China taps Nvidia for world's second biggest computer
May 31, 2010 // Rick Merritt, EE Times.com
Using Intel and Nvidia processors, a Chinese computer maker has installed in Shenzhen what experts say theoretically is the fastest supercomputer in the world, an indication both of the rise of China and of graphics processors as a growing ingredient in high-performance but relatively low power systems.
The Nebulae system built from TC3600 blades computers made by China's
Dawning Information Industry Co., Ltd. is the third system to break the
petaflops barrier worldwide. It is ranked second on the latest version
of the Top 500 Supercomputers list released Monday (May 31) in
conjunction with the International Supercomputing conference in
Nebulae was measured with a Linpack performance of 1.271
petaflops/second, below the 1.75 petaflops/s performance of Jaguar at
the U.S. Department of Energy’s Oak Ridge Lab that maintains the top
spot. However Jaguar, a Cray system based on six-core Istanbul
processors from Advanced Micro Devices, has a theoretical peak
capability of 2.3 petaflops/s, well below Nebulae's theoretical peak
performance of 2.98 petaflops/s.
The system, installed at the National Supercomputing Centre in
Shenzhen, uses Intel X5650 processors and Nvidia Tesla C2050 graphics
processors as accelerators. The combination of the latest Intel and
Nvidia chips are credited with giving the system its muscle.
The graphics processors are also relatively power efficient.
The Nebulae system which uses 4,640 Tesla chips, consumes about 2.55
megawatts compared to about 7 MW for Jaguar.
"The performance per power is one of the biggest parts of the
graphics story," said Sumit Gupta, manager of Nvidia's Tesla products,
speaking of the trend toward general-purpose computing with graphics
Average power consumption of a Top 500 system is 397 Kilowatts
and average power efficiency is 195 Mflops/Watt, up from 150
Mflops/Watt a year ago. The most power efficient system on the list
also uses graphics chips. The so-called QPace Cluster based on IBM
PowerXCell 8i processor blades was rated at 774 Mflops/Watt.
Dawning, the maker of the Nebulae system, has been making high-end
computers since 1993 when its Motorola 88000-based system was measured
at 640 megaflops/s. Its most recent series 4000 and 5000 systems used
AMD Opteron processors.
The company has said it will use in future systems China-designed
Loongson 3 processors which have 16 cores each and 8 Mbytes L2 shared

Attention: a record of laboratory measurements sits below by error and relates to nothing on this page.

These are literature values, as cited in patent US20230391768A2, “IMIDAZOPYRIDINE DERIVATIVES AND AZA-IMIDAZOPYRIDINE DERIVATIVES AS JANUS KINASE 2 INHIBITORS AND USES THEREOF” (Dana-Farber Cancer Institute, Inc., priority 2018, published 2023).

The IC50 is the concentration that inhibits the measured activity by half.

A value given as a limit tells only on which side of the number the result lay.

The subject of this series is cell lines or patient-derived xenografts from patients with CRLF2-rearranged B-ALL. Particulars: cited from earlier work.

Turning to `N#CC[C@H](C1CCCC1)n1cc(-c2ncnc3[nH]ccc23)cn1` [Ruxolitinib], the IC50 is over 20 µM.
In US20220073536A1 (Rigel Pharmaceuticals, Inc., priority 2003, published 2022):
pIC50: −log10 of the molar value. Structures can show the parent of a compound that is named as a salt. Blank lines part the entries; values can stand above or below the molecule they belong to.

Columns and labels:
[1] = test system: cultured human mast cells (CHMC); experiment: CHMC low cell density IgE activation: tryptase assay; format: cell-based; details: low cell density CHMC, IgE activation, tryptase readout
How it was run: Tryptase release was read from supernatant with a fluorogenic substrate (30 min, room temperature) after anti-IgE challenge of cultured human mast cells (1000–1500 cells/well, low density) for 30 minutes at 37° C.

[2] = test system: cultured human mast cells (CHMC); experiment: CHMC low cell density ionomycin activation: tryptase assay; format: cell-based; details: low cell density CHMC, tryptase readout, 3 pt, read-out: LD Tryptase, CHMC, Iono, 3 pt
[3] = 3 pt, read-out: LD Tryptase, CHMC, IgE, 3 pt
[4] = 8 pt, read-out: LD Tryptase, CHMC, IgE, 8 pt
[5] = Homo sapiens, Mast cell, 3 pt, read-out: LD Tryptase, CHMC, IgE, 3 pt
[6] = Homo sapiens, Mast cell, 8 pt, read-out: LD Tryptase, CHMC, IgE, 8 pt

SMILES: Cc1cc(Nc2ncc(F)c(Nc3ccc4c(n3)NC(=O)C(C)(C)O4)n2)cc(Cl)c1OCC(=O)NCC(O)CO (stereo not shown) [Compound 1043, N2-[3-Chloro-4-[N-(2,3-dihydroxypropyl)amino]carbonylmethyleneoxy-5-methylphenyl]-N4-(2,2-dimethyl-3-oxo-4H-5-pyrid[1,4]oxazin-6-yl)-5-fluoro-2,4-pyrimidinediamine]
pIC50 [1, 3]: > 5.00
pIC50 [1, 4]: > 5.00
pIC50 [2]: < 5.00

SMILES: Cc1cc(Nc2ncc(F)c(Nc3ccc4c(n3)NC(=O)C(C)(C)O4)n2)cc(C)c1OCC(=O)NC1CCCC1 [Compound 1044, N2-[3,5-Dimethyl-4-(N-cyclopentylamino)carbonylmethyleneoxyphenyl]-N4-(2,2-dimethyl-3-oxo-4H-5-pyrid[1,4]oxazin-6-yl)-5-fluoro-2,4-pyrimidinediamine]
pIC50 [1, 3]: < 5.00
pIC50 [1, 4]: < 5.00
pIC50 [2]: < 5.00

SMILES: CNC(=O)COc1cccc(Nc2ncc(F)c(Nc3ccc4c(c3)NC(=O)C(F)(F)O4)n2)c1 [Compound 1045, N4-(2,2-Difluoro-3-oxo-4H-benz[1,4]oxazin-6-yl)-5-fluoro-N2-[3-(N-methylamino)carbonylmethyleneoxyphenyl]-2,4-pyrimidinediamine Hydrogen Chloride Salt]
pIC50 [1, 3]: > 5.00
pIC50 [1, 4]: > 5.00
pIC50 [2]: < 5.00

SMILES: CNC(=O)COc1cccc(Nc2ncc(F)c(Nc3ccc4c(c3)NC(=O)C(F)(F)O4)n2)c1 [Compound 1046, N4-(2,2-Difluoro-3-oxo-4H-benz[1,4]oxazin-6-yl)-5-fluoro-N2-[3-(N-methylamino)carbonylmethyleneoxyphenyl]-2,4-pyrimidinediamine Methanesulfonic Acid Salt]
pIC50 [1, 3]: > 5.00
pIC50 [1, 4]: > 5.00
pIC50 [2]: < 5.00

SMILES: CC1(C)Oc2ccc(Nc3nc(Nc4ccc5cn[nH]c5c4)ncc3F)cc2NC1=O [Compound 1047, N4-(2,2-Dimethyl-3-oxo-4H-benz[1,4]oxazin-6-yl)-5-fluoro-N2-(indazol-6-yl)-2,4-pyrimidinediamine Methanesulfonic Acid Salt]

cache. However, to date it has not fielded such systems.
A system similar to Nebulae, the Tianhe-1 installed at the
National Super Computer Center in Tianjin, pairs AMD graphics
processors as accelerators with Intel CPUs to hit number seven on the
Top 500 list. Each node of Tianhe-1 consists of two AMD GPUs attached
to two Intel Xeon processors.
The performance of Nebulae and Tianhe-1 catapulted China into
second place in installed performance at 9.2 percent, still far behind
the U.S. at 55.4 percent but ahead of any other European or Asian
country. China now has 24 systems in the Top 500, tied at fourth place
with Germany whose numbers have been declining steadily.
Intel continues to be the dominant processor supplier to Top 500
systems by far. In the systems themselves, IBM and Hewlett-Packard
continue their neck-and-neck race, with IBM edging out HP in the
A total of 408 systems (81.6 percent) are now using Intel
processors up from 420 systems (80.4 percent) six months ago. AMD's
Opteron is the second most commonly used processor, found in 47 systems
(9.4 percent), up from 42 systems six months ago. IBM follows with its
Power chips in 42 systems (8.4 percent), down from use in 52 systems.
Intel's newest server chip, the Core i7 aka Nehalem-EP, increased its
presence in the list with 186 systems compared with 95 six months ago.
Quad-core processors have saturated the Top 500 with 425 systems using
them. However, processor with six or more cores can already be found in
25 systems and are expected to proliferate quickly.
In terms of systems providers, IBM leads with 198 systems on the list
(39.8 percent) compared to HP with 185 systems (37 percent). Six months
ago, HP had 210 systems (42 percent) compared to IBM with 186 systems
(37.2 percent). Cray, SGI, and Dell follow with 4.2 percent, 3.4
percent and 3.4 percent respectively.
IBM remains the clear leader in performance with 33.6 percent of
installed total performance (down from 35.1 percent), compared to HP
with 20.4 percent (down from 23 percent).
The vast majority of Top 500 systems (424 systems) continue to
use cluster architectures. Gigabit Ethernet continues to be the leading
interconnect, used in 244 systems, followed by InfiniBand with 205
systems, up from 161 a year ago.
The Top 500 list is compiled by Hans Meuer of the University of
Mannheim, Germany; Erich Strohmaier and Horst Simon of NERSC/Lawrence
Berkeley National Laboratory; and Jack Dongarra of the University of
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December 15, 2011 | Texas instruments | 222901974
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